Male Sex Chromosome
Scientists have discovered that the Y chromosome uses a neat trick to repair its most crucial genes, a strategy that apparently helps keep it from rotting away over evolutionary time.
Instead of doubling up to protect its genetic cargo like other chromosomes, the lone Y safeguards its genes by having sex with itself, an international consortium has found. Proving perhaps that nature has a sense of humor, scientists have discovered that the Y chromosome - the one that makes a man a man - has a remarkable ability to make do-it-yourself repairs.
June 20, 2003 — The human male sex chromosome does have the ability to repair itself and may not be headed for extinction as had previously been thought, according to a surprising new study.
A 40-strong team of researchers led by David Page of the Whitehead Institute at the Massachusetts Institute of Technology, report their findings in this week's issue of the journal Nature.
As well as having a previously unknown and elaborate back-up system for self-repair, the Y chromosome also carries 78 genes.
"The Y chromosome is a hall of mirrors," said Page, whose team has for the first time identified the full genetic sequence of a Y chromosome, from an anonymous donor.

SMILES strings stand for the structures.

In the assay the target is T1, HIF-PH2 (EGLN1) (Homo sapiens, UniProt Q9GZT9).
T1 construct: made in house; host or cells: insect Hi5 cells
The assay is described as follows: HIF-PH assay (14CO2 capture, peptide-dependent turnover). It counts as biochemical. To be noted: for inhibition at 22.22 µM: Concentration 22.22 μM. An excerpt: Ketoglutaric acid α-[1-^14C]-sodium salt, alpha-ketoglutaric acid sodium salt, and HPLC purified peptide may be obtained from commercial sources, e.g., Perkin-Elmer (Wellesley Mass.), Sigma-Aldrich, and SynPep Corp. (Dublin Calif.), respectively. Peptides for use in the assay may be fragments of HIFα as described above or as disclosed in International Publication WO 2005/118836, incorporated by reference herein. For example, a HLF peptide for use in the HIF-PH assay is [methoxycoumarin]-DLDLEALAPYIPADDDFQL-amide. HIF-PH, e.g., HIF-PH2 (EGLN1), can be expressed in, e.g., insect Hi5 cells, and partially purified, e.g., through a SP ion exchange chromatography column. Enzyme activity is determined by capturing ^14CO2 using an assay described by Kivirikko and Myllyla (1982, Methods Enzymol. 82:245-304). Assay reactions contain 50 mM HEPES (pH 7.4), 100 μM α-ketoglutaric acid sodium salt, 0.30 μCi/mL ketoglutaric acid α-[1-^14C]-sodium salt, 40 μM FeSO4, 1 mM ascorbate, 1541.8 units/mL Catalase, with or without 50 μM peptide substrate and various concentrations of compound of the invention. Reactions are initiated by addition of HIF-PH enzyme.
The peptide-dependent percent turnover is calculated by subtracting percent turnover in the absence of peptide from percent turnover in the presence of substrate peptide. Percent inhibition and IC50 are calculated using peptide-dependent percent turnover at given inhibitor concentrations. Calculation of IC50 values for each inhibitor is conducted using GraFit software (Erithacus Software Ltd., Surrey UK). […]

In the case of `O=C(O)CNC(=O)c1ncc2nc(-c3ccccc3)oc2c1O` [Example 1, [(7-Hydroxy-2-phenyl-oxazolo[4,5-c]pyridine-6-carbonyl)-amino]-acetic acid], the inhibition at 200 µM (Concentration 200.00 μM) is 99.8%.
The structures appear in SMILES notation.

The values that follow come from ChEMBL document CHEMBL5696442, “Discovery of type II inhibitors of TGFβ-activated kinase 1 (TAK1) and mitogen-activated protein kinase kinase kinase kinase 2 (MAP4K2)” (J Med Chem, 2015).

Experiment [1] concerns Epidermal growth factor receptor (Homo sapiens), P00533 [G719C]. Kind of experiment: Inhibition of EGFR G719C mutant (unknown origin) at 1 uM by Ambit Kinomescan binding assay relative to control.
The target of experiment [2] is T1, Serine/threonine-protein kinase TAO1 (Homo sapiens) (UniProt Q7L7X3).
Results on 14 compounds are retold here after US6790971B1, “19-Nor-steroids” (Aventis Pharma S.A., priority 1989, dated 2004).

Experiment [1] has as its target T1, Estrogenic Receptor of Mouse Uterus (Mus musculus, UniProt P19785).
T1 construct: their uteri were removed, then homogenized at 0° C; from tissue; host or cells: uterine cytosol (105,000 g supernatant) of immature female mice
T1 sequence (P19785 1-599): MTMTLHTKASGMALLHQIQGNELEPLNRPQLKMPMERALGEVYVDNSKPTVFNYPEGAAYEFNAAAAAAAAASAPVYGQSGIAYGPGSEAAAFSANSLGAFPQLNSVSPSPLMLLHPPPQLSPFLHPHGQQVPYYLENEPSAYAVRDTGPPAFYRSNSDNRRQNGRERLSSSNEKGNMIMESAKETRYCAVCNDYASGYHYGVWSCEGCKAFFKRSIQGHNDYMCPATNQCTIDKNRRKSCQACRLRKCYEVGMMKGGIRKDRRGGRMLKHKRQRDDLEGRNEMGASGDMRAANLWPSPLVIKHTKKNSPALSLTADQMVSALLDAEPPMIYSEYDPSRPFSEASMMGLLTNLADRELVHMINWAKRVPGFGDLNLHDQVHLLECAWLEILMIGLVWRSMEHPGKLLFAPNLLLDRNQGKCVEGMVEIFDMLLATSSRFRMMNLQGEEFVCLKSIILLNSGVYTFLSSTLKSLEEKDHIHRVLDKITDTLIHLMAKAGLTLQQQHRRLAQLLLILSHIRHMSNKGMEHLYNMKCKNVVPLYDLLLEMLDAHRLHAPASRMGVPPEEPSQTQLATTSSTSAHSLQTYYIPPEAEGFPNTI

Both the male Y and female X chromosomes are thought to have originally been the same size, but after the Y took on the sex-determining role for maleness it apparently began to lose genes. At this time it also lost the ability to pair up exactly with its partner and to swap faulty genes for good ones, as the other 22 pairs of non-sex chromosomes do.
Earlier studies had suggested that the Y chromosome carried only a few dozen genes, compared with more than 1,000 known on the X chromosome.
A team of Australian researchers led by Jenny Graves, of the Research School of Biological Sciences at the Australian National University in Canberra, previously found that the Y chromosome had been losing five genes per million years. Graves had thus predicted that the chromosome might be heading for extinction within five to 10 million years.
But Page said that the Y's full genome sequence has revealed that scientists generally had underestimated both its number of genes and its powers of self-preservation.
The team believes the Y has developed an apparently unique way of pairing up with itself. They found that many of its 50 million DNA "letters" occur in sequences known as palindromes. Like their grammatical counterparts, these sequences of letters read the same forward as backward but are arranged in opposite directions — like a mirror image — on both strands of the DNA double helix. This means that a back-up copy of each of the genes they contain occurs at each end of the sequence.
When the DNA divides during reproduction, the team believes, it opens an opportunity for genes to be shuffled or swapped and faulty copies to be deleted.